For reference, we implemented their clustering method. Their similarity measure (with the threshold parameters described in their article) performed worse on the evaluation corpus in Section 3.1 (0.890 accuracy, 0.977 precision, 0.311 recall and 0.471 F1 score); the performance of the clustering method was 0.971 precision, 0.562 recall and 0.712 F1 score. After we tuned the threshold of the letter tri-gram similarity from 0.8 (the original parameter) to 0.45, their clustering method reached the peak performance of 0.881 F1 score, which is still lower than that of our clustering method (0.915 F1 score). Therefore, we argue that, although the performances of the two systems on abbreviation disambiguation are similar, their sense inventories include more errors than ours. We also argue that the errors of the sense inventory were hidden in their evaluation of abbreviation disambiguation.

5 CONCLUSION

In this article, we described an approach for building a sense inventory of abbreviations. Results showed that single-link clustering with the ML-based similarity measure contributed to abbreviation disambiguation. The proposed method obtained 0.984 accuracy and 0.986 F1 score on the training and test sets obtained from MEDLINE. Although the performance figure of abbreviation disambiguation is roughly comparable to the previous work, we specially demonstrated the quality of the sense inventory on which abbreviations are disambiguated into concepts or senses. Results also show that broader contexts (e.g. abstracts and sentences) were more useful than local contexts (e.g. neighbor words) for abbreviation disambiguation. A future direction of this study is to apply the methodology of abbreviation management for MEDLINE abstracts to full-paper articles. Because the proposed method can handle variation and ambiguity problems of abbreviations, we plan to explore the impact of abbreviation disambiguation to other text-mining tasks such as information retrieval, named entity recognition and co-reference resolution.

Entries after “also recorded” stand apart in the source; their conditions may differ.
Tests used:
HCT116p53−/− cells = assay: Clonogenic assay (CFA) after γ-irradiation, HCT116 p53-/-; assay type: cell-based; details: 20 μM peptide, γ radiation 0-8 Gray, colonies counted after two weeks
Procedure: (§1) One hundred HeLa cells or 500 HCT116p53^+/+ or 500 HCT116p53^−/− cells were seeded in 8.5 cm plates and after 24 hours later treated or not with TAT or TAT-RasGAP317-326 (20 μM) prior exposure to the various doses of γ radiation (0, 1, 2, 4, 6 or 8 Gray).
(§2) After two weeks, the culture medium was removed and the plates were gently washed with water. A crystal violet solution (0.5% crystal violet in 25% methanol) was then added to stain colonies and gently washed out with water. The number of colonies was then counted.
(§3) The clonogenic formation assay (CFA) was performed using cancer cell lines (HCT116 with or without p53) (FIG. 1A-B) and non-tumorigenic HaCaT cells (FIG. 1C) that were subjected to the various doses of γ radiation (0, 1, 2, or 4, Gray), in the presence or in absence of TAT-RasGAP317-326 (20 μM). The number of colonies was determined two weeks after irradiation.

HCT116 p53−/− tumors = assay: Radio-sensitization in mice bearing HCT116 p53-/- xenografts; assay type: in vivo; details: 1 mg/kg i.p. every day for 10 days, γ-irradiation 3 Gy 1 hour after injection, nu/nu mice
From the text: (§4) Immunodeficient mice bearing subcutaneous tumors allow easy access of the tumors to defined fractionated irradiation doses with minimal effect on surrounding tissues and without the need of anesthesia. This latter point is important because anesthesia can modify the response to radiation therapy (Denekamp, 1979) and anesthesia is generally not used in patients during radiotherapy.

Funding: UK Joint Information Systems Committee (JISC) (to National Centre for Text Mining); Biotechnology and Biological Sciences Research Council (grant BB/E004431/1) and JISC, National Centre for Text Mining project.

Conflict of Interest: none declared.

Footnotes

1Features #1 and #4 introduce a feature function for each n-gram, where n is 1, 2 or 3. Consequently, the number of orthographic features is nine.

2We tokenize expressions with non-alphanumeric letters.

3In general, features for broader (e.g. abstract) contexts include words in narrower (e.g. neighbor and local) contexts, but drop the information of occurrence positions as ‘bag of words.’

4Refer to Section 3.1 for the clustering algorithm and threshold.

5An expanded form s is required to be less than t in dictionary order.

6In the single-link algorithm, two distant expanded forms are merged only if another expanded form exists, which is closer to both expanded forms than it is to the threshold. This behavior is called a chaining effect and is regarded as a disadvantage of the single-link algorithm.